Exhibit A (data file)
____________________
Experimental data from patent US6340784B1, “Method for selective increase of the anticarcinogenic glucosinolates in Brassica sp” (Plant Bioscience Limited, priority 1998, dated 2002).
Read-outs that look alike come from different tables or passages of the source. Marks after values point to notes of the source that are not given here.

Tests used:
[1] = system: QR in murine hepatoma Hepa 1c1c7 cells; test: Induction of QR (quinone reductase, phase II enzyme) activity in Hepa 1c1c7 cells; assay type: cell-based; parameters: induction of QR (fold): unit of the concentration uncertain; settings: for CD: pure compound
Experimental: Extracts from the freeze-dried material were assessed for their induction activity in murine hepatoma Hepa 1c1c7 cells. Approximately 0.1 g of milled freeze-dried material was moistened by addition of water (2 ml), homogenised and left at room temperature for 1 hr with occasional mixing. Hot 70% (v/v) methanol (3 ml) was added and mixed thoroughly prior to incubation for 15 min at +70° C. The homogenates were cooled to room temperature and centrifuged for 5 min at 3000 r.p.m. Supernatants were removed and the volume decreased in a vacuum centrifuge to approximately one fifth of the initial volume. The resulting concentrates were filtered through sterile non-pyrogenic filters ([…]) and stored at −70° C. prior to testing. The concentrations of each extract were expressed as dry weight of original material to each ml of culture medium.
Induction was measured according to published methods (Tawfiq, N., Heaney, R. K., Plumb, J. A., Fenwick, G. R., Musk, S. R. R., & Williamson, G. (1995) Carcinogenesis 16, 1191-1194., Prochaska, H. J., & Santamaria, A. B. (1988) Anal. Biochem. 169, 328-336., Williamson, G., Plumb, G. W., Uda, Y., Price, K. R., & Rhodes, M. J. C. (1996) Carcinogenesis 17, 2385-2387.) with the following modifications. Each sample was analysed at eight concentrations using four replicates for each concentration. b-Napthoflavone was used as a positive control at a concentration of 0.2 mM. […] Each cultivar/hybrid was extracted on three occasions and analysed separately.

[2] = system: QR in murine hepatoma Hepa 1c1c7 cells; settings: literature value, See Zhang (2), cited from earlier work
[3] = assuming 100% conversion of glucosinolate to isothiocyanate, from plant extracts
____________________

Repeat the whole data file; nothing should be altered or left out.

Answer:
Experimental data from patent US6340784B1, “Method for selective increase of the anticarcinogenic glucosinolates in Brassica sp” (Plant Bioscience Limited, priority 1998, dated 2002).
Read-outs that look alike come from different tables or passages of the source. Marks after values point to notes of the source that are not given here.

Tests used:
[1] = system: QR in murine hepatoma Hepa 1c1c7 cells; test: Induction of QR (quinone reductase, phase II enzyme) activity in Hepa 1c1c7 cells; assay type: cell-based; parameters: induction of QR (fold): unit of the concentration uncertain; settings: for CD: pure compound
Experimental: Extracts from the freeze-dried material were assessed for their induction activity in murine hepatoma Hepa 1c1c7 cells. Approximately 0.1 g of milled freeze-dried material was moistened by addition of water (2 ml), homogenised and left at room temperature for 1 hr with occasional mixing. Hot 70% (v/v) methanol (3 ml) was added and mixed thoroughly prior to incubation for 15 min at +70° C. The homogenates were cooled to room temperature and centrifuged for 5 min at 3000 r.p.m. Supernatants were removed and the volume decreased in a vacuum centrifuge to approximately one fifth of the initial volume. The resulting concentrates were filtered through sterile non-pyrogenic filters ([…]) and stored at −70° C. prior to testing. The concentrations of each extract were expressed as dry weight of original material to each ml of culture medium.
Induction was measured according to published methods (Tawfiq, N., Heaney, R. K., Plumb, J. A., Fenwick, G. R., Musk, S. R. R., & Williamson, G. (1995) Carcinogenesis 16, 1191-1194., Prochaska, H. J., & Santamaria, A. B. (1988) Anal. Biochem. 169, 328-336., Williamson, G., Plumb, G. W., Uda, Y., Price, K. R., & Rhodes, M. J. C. (1996) Carcinogenesis 17, 2385-2387.) with the following modifications. Each sample was analysed at eight concentrations using four replicates for each concentration. b-Napthoflavone was used as a positive control at a concentration of 0.2 mM. […] Each cultivar/hybrid was extracted on three occasions and analysed separately.

[2] = system: QR in murine hepatoma Hepa 1c1c7 cells; settings: literature value, See Zhang (2), cited from earlier work
[3] = assuming 100% conversion of glucosinolate to isothiocyanate, from plant extracts